Virtualization Technology News and Information
Kaspersky research finds suspicious objects are malicious in almost three-quarters of investigated cases
Upon Kaspersky's expert analysis of anonymized and aggregated statistics of requests to the Kaspersky Threat Intelligence Portal, research showed that when security researchers requested additional details of a suspicious object, 72% of cases turned out to be malicious and could put corporate security at risk. 

On average, 44% of security alerts are not investigated, likely due to the vast volume of incoming warning signals that security teams are challenged with. As a result, analysts must carefully choose which alerts need investigating versus those that do not justify further attention.

Of the 72% of cases that are found to be malicious after undergoing additional research, the share of such objects is especially high for web-related items including domains (86%), IP addresses (75%) and URLs (73%). This figure slightly drops for files, as 61% of hashes were categorized as dangerous. These statistics imply that it is more difficult for researchers to distinguish legitimate files from malicious ones without consulting with the appropriate threat intelligence.

Overall, researchers are most interested to learn about which resources the endpoints in their network are communicating with, as shown by 41% of total requests falling under this category. With information on IP address reputation and associated web sites and files, security teams can make a decision if they should deny access to this resource or block any communication with it. In addition, a third (31%) of requests were about a file hash category, meaning analysts are looking for additional information about the file (i.e. geographical distribution, popularity and connections with other objects) during their investigations.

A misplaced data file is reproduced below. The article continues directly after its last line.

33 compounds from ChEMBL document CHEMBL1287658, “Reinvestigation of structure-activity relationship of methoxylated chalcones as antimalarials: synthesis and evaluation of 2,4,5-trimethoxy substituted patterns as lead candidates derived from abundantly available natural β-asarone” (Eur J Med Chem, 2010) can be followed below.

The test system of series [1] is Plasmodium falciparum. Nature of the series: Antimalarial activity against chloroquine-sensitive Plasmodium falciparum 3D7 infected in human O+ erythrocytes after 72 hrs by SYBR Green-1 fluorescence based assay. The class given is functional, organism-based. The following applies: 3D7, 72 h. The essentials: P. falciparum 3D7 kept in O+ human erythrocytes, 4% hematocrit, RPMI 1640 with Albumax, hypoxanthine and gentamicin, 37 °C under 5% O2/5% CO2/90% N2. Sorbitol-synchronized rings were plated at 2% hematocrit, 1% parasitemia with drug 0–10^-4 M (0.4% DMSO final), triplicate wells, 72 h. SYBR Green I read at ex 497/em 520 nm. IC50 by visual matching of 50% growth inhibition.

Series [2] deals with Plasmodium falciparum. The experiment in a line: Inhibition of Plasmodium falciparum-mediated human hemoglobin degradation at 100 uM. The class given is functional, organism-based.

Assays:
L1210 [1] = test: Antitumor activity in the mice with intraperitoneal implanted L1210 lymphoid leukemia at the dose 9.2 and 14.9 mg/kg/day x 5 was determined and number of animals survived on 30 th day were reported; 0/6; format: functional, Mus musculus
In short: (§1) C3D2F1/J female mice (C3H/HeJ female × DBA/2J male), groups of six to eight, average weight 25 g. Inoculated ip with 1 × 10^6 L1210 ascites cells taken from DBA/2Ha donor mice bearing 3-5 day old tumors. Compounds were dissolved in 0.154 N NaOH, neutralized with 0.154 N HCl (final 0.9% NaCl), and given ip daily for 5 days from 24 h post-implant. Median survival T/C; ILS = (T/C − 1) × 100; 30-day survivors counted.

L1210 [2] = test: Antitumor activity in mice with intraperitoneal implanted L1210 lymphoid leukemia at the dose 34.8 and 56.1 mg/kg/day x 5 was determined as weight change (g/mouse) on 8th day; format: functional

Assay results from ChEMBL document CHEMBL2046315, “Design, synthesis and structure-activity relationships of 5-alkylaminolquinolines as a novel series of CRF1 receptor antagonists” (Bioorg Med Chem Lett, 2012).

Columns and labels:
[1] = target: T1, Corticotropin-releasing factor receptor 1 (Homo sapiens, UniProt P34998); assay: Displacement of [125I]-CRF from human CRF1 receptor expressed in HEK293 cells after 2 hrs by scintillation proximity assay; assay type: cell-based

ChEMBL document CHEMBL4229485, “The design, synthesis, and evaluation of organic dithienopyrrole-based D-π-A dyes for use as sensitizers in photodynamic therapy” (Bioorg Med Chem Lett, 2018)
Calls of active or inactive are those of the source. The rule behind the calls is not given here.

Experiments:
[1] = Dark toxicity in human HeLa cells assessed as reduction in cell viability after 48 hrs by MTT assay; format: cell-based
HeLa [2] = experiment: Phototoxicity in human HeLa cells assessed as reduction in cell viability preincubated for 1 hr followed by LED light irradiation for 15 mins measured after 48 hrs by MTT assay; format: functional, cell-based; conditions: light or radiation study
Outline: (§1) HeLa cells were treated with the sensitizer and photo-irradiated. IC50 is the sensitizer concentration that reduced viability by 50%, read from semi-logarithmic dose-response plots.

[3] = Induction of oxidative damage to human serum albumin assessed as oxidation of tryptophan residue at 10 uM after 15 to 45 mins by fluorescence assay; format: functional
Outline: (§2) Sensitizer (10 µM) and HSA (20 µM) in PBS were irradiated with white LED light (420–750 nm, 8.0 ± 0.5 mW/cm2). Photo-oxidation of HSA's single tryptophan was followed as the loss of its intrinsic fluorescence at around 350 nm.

"As our statistics show, security analysts in organizations rarely make mistakes when they suspect that an alert poses a security risk and might need further investigation," said Anatoly Simonenko, group manager for technology solutions product management at Kaspersky. "However, it's not all about checking the hypotheses. To be able to accelerate their incident response and forensic capabilities, analysts need to see the bigger picture on a threat, quickly. Access to threat intelligence provides just that, ultimately saving time and effort for typically understaffed security teams."

The Kaspersky Threat Intelligence Portal is a web service which provides customers with knowledge about cyber threats gathered by Kaspersky. The company provides free access to basic information about suspicions files, hashes, IP addresses and others at
Published Tuesday, November 26, 2019 11:04 AM by David Marshall
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